Name extraction is an activity introduced by President Kimball which he described as “second-mile service.” In name extraction, parish registers are provided by the Church to stakes, and local members, after a short training session in deciphering the old handwriting, extract names and dates from these registers. This information is transmitted to the Church and temple ordinances are performed for each individual listed on the parish registers. Currently over 600 stakes are involved in this program and are providing 90 percent of the names that keep the temples operating at present capacities.
The Sandy Utah Crescent North Stake had two microfilms containing records from the German village of Beckum in the Rhineland. The records covered the years 1690 to 1824 and contained nearly 9,500 names. The Sandy Utah Granite Stake was assigned registers in French.
The stake youth became involved in this particular project during their summer vacation. At a fireside the project was explained to the young people who were enthusiastic about the assignment they received to help. After personal interviews with their bishops and stake presidents, special calls were extended to young men and women to labor in the youth name extraction program.
“We explained that they would need to consider their calling as a sacred responsibility,” said Mark Crookston, the high council representative of the Sandy Utah Crescent North Stake assigned to the project. “We emphasized to them the need to be prayerful and seek the Spirit since it is so vital that the entries be extracted correctly. We also expected them to labor at least eight hours per week without fail at the viewing machines because it was crucial that the project be completed before school started again.”
After a short training session in deciphering the old German and French script and some practice in filling out the cards, extracting work began.
“Our program was open to the youth extractors five days each week from 8:00 to 4:30,” said Violet Joosten, the program scheduler and one of the adult helpers. “These young people were totally committed to their calling and were so excited to be able to extract the names. We had two four-hour shifts each day and five machines going nonstop. It was difficult for us adult helpers to get home to put dinner on for our families because the youth wanted to work later than 4:30.”
“One reason for the excitement,” said Charlotte Evans, a 14-year-old extractor, “was that all of us immediately recognized that these 9,500 names were real people. We just couldn’t get away.”
“After all, they are Heavenly Father’s children with the same hopes and dreams as us,” chimed in Doug Jensen, 18. “The only difference is, they were born in another time frame when the gospel and its blessings were not available to them.”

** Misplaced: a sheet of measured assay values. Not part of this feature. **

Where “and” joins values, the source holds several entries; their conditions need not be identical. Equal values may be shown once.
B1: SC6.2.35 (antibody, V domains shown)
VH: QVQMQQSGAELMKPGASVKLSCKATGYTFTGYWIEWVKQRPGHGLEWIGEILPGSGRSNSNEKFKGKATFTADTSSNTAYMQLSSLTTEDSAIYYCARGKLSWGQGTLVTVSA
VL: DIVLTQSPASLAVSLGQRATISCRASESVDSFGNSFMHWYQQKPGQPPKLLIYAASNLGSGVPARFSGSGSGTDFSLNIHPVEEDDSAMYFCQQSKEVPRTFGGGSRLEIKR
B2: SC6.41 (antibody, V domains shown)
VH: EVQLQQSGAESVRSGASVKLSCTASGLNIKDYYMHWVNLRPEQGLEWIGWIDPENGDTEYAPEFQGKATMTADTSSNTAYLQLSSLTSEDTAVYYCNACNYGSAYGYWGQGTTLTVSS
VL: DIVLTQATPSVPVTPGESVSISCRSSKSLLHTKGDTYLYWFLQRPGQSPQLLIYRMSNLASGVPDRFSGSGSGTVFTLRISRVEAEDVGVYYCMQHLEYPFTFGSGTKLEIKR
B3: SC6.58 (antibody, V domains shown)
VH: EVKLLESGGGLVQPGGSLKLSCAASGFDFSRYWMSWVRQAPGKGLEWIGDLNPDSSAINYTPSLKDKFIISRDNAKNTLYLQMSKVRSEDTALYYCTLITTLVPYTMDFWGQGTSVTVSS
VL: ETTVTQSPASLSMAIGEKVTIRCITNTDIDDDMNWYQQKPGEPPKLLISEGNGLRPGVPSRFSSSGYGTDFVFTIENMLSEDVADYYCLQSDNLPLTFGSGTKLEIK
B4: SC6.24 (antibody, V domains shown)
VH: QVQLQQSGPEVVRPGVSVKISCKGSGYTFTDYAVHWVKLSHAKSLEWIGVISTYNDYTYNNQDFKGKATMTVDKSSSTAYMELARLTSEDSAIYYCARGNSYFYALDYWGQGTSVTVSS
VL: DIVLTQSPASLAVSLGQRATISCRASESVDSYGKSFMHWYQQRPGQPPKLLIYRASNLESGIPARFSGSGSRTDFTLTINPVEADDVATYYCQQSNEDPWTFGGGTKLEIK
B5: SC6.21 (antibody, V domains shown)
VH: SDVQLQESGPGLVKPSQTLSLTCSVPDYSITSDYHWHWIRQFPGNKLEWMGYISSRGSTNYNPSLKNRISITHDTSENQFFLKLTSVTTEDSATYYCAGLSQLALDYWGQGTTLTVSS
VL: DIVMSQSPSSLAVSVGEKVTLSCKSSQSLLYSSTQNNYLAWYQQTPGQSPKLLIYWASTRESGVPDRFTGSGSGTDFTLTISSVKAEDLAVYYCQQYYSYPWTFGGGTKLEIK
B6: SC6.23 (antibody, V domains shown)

“It was like they reached out to us,” said Tami Rasmussen. “It was so overwhelming and is hard to describe. We all knew that we were doing something really vital for these people of that little village by identifying them before the Lord in this extraction work.”
“I think that by helping in the extraction program,” said Dorrene Harman, “I have been helped to better understand the importance of genealogy work. I am glad that I had this opportunity to work in the extraction program, and I hope someday I will be able to meet these people.”
Elder Thomas S. Monson has an unforgettable way with words. Now in a new publication from Deseret Book, six of Elder Monson’s classic conference speeches are preserved. Based on intriguing analogies and scriptural references, Elder Monson’s speeches are a treat to read and reread.
What happens when your life reaches a turning point, when your decisions could have eternal consequences? Sixteen outstanding members of the Church who have accomplished much in both their occupations and their personal lives tell of those moments in their lives that have been turning points.
A new novel by Gordon Allred tells of a 12-year-old boy who discovers joy in hummingbirds and in the friendship of an adopted grandfather. A great lesson is learned from his relationship with a hummingbird he calls Starfire. Restricted by a painful hip disease, the boy struggles to conquer his fears.
When the South Weber First Ward, Ogden Weber Utah Stake, had an unused field next to the chapel, they put it to good use. The youth of the ward grew tomatoes. They planted 13,000 tomato plants on the 2 1/2 acres of ground. The tomato plot was the result of a challenge given the young people of the ward by the bishop to raise money to support their own activities.
For many, raising the tomatoes was their first experience in gardening. The project, spearheaded by Annette Gardner, had the ward’s teens making arrangements with a local greenhouse for the plants, organizing the plot into rows, and preparing the soil. After the plot was planted, each teen was assigned a row to care for. They were in charge of weeding, nurturing, and harvesting their row. They often spent the time before youth activities each week in the tomato patch, with additional time throughout the week required to properly care for the tomato patch.
“The calloused hands and blisters from the hoes were eye-openers to many,” says Sister Gardner. “The youth are proud of their rows. Some have made signs to identify their rows.”
After the harvest, a party was held to present awards for the best row sign and for the biggest and funniest tomatoes.
The tomato plot had some unexpected side benefits. Often whole families showed up to help their son or daughter with his or her row. Younger brothers and sisters got involved. It turned out to be a good family project and ward members became closer.